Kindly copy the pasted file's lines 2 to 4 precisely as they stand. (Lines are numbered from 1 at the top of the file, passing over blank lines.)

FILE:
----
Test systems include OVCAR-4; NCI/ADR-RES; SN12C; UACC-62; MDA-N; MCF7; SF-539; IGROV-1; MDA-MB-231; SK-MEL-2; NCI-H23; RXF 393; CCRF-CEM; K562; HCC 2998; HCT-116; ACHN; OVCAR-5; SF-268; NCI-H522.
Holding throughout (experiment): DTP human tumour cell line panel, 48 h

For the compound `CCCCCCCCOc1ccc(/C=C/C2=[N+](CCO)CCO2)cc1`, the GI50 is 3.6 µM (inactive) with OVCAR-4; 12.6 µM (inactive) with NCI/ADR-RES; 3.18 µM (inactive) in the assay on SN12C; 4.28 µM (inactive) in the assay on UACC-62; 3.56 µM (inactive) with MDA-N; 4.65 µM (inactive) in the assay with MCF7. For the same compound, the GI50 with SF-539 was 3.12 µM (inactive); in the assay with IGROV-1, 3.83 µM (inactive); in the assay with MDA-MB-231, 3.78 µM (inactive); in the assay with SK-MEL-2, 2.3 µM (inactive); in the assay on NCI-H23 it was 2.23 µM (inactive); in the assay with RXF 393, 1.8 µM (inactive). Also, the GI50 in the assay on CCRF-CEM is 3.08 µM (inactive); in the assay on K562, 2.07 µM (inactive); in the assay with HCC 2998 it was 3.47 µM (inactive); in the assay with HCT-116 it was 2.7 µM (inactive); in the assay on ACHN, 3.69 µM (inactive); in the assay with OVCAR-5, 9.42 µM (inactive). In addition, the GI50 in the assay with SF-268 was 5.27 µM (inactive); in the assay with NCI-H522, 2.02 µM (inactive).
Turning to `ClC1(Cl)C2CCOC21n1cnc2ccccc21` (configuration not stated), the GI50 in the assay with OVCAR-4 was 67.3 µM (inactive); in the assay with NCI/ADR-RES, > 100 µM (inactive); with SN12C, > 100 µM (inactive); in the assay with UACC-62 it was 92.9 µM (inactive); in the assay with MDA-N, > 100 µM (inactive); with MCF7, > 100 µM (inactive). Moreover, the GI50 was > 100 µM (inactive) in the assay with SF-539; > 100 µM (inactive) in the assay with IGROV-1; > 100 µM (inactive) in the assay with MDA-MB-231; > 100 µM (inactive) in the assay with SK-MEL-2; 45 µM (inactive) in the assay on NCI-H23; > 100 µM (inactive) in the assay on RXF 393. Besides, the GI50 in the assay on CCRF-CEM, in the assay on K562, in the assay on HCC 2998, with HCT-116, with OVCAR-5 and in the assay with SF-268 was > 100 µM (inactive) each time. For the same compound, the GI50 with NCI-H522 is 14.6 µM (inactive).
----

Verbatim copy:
Holding throughout (experiment): DTP human tumour cell line panel, 48 h

For the compound `CCCCCCCCOc1ccc(/C=C/C2=[N+](CCO)CCO2)cc1`, the GI50 is 3.6 µM (inactive) with OVCAR-4; 12.6 µM (inactive) with NCI/ADR-RES; 3.18 µM (inactive) in the assay on SN12C; 4.28 µM (inactive) in the assay on UACC-62; 3.56 µM (inactive) with MDA-N; 4.65 µM (inactive) in the assay with MCF7. For the same compound, the GI50 with SF-539 was 3.12 µM (inactive); in the assay with IGROV-1, 3.83 µM (inactive); in the assay with MDA-MB-231, 3.78 µM (inactive); in the assay with SK-MEL-2, 2.3 µM (inactive); in the assay on NCI-H23 it was 2.23 µM (inactive); in the assay with RXF 393, 1.8 µM (inactive). Also, the GI50 in the assay on CCRF-CEM is 3.08 µM (inactive); in the assay on K562, 2.07 µM (inactive); in the assay with HCC 2998 it was 3.47 µM (inactive); in the assay with HCT-116 it was 2.7 µM (inactive); in the assay on ACHN, 3.69 µM (inactive); in the assay with OVCAR-5, 9.42 µM (inactive). In addition, the GI50 in the assay with SF-268 was 5.27 µM (inactive); in the assay with NCI-H522, 2.02 µM (inactive).
Turning to `ClC1(Cl)C2CCOC21n1cnc2ccccc21` (configuration not stated), the GI50 in the assay with OVCAR-4 was 67.3 µM (inactive); in the assay with NCI/ADR-RES, > 100 µM (inactive); with SN12C, > 100 µM (inactive); in the assay with UACC-62 it was 92.9 µM (inactive); in the assay with MDA-N, > 100 µM (inactive); with MCF7, > 100 µM (inactive). Moreover, the GI50 was > 100 µM (inactive) in the assay with SF-539; > 100 µM (inactive) in the assay with IGROV-1; > 100 µM (inactive) in the assay with MDA-MB-231; > 100 µM (inactive) in the assay with SK-MEL-2; 45 µM (inactive) in the assay on NCI-H23; > 100 µM (inactive) in the assay on RXF 393. Besides, the GI50 in the assay on CCRF-CEM, in the assay on K562, in the assay on HCC 2998, with HCT-116, with OVCAR-5 and in the assay with SF-268 was > 100 µM (inactive) each time. For the same compound, the GI50 with NCI-H522 is 14.6 µM (inactive).